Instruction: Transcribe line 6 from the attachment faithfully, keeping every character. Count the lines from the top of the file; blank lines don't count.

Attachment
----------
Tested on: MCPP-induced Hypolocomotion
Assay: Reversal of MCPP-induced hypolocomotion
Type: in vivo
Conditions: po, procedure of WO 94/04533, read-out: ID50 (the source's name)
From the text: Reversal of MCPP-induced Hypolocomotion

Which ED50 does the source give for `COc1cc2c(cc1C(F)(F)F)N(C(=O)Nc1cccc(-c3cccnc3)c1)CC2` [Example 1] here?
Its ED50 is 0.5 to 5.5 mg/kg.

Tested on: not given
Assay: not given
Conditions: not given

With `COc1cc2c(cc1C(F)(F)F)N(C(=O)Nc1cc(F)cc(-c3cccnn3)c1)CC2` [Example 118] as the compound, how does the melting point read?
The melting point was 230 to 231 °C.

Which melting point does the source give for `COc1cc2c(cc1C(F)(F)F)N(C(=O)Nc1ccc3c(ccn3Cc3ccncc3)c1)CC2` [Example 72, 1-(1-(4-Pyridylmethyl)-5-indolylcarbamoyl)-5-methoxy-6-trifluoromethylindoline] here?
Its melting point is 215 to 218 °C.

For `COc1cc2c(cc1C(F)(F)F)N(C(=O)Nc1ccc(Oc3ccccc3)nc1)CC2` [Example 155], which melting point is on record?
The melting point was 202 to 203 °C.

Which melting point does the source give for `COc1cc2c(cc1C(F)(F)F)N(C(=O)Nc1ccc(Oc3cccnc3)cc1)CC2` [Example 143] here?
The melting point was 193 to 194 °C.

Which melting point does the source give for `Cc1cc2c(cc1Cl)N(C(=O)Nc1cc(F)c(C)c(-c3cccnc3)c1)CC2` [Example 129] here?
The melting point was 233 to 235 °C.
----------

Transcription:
Which ED50 does the source give for `COc1cc2c(cc1C(F)(F)F)N(C(=O)Nc1cccc(-c3cccnc3)c1)CC2` [Example 1] here?